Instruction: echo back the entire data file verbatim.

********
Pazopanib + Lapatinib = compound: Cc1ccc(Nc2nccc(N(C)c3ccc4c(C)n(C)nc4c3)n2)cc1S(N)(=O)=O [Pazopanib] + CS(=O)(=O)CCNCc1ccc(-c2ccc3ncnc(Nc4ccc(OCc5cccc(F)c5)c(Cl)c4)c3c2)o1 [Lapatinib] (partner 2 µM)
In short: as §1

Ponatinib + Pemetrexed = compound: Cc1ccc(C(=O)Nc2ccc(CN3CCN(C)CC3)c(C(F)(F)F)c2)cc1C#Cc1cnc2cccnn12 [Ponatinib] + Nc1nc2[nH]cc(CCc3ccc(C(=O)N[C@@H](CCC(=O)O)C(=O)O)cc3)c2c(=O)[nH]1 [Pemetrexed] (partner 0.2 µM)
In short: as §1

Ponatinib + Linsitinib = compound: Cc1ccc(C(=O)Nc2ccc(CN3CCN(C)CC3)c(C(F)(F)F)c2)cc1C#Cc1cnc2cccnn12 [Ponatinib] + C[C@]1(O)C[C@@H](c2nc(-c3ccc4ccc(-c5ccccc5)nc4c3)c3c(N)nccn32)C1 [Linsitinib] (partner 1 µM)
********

Pazopanib + Lapatinib = compound: Cc1ccc(Nc2nccc(N(C)c3ccc4c(C)n(C)nc4c3)n2)cc1S(N)(=O)=O [Pazopanib] + CS(=O)(=O)CCNCc1ccc(-c2ccc3ncnc(Nc4ccc(OCc5cccc(F)c5)c(Cl)c4)c3c2)o1 [Lapatinib] (partner 2 µM)
In short: as §1

Ponatinib + Pemetrexed = compound: Cc1ccc(C(=O)Nc2ccc(CN3CCN(C)CC3)c(C(F)(F)F)c2)cc1C#Cc1cnc2cccnn12 [Ponatinib] + Nc1nc2[nH]cc(CCc3ccc(C(=O)N[C@@H](CCC(=O)O)C(=O)O)cc3)c2c(=O)[nH]1 [Pemetrexed] (partner 0.2 µM)
In short: as §1

Ponatinib + Linsitinib = compound: Cc1ccc(C(=O)Nc2ccc(CN3CCN(C)CC3)c(C(F)(F)F)c2)cc1C#Cc1cnc2cccnn12 [Ponatinib] + C[C@]1(O)C[C@@H](c2nc(-c3ccc4ccc(-c5ccccc5)nc4c3)c3c(N)nccn32)C1 [Linsitinib] (partner 1 µM)